OPINION

Distance learning a distant second to real thing

Posted 6/24/20

If there's any doubt that we have a long road ahead of us in terms of getting "e;back to normal"e; from the disastrous detour forced upon our society by COVID-19, simply look to the Rubik's Cube of complexity that is the state's ongoing process regarding how

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OPINION

Distance learning a distant second to real thing

Posted

If there’s any doubt that we have a long road ahead of us in terms of getting “back to normal” from the disastrous detour forced upon our society by COVID-19, simply look to the Rubik’s Cube of complexity that is the state’s ongoing process regarding how to re-open schools safely at the end of August.

The state released its guidelines for reopening last week and asked each school district to come up with three potential scenarios for how to implement students returning to classrooms – from the best case scenario where in-person learning becomes the norm again, to the worst case scenario where distance learning continues for the majority of young people in Rhode Island.

Although Rhode Island emerged as a national leader in how quickly and wholeheartedly it embraced the polarizing concept of distance learning – being the smallest state surely played to our benefit there – and some schools more than stepped up to the challenge of implementing distance learning curriculums, this by no means that distance learning has surpassed the efficacy of tried and true classroom learning.

While technological advances have enabled students to receive educational materials, study lesson plans, complete and turn in assignments all remotely, this approach leaves by the wayside some of the most important aspects of what makes school so essential for the development of healthy young minds. Things like in-person socializing, maintaining focus on a task throughout its various stages towards completion and the crucial emotional growth that comes from being part of a large group for long periods of time throughout an entire year.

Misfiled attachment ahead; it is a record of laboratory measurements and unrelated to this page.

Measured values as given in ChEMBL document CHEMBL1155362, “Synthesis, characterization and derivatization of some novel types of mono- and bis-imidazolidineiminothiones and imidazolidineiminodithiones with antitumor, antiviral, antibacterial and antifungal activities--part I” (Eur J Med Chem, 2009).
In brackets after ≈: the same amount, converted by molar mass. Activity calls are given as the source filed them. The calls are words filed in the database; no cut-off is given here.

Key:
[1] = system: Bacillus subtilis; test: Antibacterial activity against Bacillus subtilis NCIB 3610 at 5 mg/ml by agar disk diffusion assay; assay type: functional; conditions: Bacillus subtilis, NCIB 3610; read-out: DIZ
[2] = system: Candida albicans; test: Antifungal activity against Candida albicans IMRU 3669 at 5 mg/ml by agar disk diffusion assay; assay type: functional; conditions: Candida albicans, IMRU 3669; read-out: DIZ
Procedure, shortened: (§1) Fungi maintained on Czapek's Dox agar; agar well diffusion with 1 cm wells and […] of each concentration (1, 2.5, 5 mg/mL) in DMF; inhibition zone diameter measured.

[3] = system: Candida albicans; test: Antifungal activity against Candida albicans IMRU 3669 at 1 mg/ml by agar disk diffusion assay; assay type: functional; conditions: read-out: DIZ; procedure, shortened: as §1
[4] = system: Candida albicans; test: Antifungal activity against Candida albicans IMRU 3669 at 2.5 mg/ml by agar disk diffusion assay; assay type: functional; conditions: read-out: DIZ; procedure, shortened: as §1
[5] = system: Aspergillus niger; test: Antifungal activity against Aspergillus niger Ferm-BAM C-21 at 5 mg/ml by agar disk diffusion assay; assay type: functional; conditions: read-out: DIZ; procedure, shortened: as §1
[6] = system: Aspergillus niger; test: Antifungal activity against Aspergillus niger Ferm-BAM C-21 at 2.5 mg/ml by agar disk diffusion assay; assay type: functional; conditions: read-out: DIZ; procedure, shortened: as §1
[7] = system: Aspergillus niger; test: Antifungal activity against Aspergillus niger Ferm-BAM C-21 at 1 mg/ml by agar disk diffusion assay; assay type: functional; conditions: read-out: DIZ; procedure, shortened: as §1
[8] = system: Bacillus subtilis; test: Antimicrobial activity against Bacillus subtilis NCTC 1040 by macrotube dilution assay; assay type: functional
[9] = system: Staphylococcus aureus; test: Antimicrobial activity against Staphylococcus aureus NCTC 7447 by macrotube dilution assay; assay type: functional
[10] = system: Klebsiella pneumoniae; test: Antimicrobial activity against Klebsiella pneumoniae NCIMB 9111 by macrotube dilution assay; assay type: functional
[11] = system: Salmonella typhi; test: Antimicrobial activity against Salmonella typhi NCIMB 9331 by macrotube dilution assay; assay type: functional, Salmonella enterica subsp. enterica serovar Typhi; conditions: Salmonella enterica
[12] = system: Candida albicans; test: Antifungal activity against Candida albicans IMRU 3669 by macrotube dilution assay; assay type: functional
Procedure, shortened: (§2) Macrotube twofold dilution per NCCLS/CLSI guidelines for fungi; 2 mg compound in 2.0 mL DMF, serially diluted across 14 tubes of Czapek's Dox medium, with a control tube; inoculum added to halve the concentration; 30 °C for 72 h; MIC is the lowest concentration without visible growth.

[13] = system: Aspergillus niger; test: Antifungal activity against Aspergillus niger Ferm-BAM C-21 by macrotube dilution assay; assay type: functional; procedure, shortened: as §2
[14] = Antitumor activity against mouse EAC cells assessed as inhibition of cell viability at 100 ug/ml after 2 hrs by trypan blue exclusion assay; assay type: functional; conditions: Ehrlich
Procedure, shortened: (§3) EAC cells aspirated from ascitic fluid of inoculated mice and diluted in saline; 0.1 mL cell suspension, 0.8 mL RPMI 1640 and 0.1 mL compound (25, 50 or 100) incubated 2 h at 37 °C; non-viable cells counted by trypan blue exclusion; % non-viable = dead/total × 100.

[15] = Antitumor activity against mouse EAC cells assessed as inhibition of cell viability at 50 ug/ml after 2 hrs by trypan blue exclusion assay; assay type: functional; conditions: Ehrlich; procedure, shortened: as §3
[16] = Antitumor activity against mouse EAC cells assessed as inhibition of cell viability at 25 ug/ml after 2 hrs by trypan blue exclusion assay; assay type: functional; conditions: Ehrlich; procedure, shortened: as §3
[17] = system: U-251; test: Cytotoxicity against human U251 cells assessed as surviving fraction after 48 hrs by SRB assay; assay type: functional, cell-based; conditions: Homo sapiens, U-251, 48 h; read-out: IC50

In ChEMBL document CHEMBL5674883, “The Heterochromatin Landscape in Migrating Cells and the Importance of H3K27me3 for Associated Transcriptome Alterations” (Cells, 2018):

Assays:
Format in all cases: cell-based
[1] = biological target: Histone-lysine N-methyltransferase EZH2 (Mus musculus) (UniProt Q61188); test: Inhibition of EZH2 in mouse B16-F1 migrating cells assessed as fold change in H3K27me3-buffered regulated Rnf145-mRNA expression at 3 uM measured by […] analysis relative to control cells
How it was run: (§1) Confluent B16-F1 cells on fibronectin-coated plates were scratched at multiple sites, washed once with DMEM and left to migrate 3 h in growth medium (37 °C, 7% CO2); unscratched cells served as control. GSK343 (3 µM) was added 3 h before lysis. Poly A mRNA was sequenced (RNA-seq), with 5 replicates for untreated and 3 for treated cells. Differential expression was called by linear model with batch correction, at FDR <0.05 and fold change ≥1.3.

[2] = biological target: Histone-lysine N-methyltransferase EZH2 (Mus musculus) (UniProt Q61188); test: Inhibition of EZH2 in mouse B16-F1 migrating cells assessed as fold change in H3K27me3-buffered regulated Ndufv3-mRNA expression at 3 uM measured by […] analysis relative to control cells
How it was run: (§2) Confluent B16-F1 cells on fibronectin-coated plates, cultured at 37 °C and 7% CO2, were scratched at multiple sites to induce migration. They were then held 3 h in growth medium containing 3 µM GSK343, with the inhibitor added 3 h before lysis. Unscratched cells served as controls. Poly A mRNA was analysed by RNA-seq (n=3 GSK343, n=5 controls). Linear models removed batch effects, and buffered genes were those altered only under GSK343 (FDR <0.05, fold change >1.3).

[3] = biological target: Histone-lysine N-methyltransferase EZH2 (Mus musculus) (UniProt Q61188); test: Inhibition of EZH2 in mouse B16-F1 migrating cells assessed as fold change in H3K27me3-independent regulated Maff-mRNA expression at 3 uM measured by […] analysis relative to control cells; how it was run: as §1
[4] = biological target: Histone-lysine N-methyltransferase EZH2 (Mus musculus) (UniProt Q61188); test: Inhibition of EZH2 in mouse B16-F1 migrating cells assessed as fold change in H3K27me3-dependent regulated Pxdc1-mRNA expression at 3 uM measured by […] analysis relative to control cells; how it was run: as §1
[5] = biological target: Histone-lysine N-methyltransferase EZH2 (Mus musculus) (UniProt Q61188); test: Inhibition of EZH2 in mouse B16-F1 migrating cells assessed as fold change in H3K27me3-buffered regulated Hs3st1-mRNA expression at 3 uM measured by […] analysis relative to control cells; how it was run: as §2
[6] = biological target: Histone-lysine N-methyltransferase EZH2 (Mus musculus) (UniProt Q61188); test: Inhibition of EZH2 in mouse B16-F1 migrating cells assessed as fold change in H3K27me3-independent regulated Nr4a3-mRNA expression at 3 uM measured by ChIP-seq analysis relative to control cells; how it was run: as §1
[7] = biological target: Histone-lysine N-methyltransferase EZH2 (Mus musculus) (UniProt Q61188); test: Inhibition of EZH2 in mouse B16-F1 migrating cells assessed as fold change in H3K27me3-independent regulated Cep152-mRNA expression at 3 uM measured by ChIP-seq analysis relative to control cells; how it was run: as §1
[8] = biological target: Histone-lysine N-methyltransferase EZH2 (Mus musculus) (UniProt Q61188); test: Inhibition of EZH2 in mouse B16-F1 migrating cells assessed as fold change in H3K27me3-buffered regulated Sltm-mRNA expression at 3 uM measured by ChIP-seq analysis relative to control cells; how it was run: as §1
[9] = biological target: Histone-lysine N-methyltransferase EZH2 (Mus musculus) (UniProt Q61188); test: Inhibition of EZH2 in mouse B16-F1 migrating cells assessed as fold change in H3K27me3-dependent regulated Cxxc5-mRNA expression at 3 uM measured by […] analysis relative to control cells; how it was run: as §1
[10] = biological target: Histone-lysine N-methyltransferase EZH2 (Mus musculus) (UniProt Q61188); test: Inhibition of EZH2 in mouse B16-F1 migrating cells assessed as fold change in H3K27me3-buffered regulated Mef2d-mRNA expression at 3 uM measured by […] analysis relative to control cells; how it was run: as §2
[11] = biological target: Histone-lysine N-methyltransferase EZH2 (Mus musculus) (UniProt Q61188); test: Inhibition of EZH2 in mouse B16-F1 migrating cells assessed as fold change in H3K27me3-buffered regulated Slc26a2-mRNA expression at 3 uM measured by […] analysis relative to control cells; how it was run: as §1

With distance learning, there may be assignments and readings and homework to do – but there is no tangible, uniform structure to tie these concepts together into an actual education. When a student can check off an assignment by quickly scanning through a document – while a video game runs in another tab in the background – this is clearly not an optimized environment for retention or comprehension.

Removing students from physical school buildings may also take them from a place where they feel safe and supported. If a student has parents who must work long hours, or perhaps reside in a situation at home that is less than safe and supportive, they are at the mercy of long hours by themselves or an environment that is not conducive to productive learning. Resources such as appointments with school social workers

While the ideal situation revolves around more students coming back to class, the calculus then shifts to how to do that safely – and how cash-strapped districts, particularly the more highly-populated ones, will be able to implement those plans under proper public health guidelines put forth in the state’s plan.

How will Warwick – a school district that has been defined in recent years by skyrocketing deficits that most recently resulted in almost cutting school sports to pass a balanced budget – be able to afford additional buses to accommodate smaller groups of commuting students and increased cleaning protocols?

Clearly, there are more questions than answers right now – and patience will continue to be a valuable virtue for parents, students, school staff, local officials and administrators within the education and health sectors.

Of course, all of the above could be a moot point if a viable vaccine becomes available at the end of this year or early next year, as infectious disease expert Dr. Anthony Fauci indicated was a real possibility on Tuesday. But banking on such an outcome is a luxury that those who must plan for the worst-case scenario do not get to enjoy.

Instead, parents and educators must use this summer as a chance to catch their breath – but only temporarily. The real work of ensuring that students receive a proper education has already begun, and will continue throughout these months where school buildings are supposed to be empty. We hope for our students’ sake that our state’s brightest minds are up to the task.

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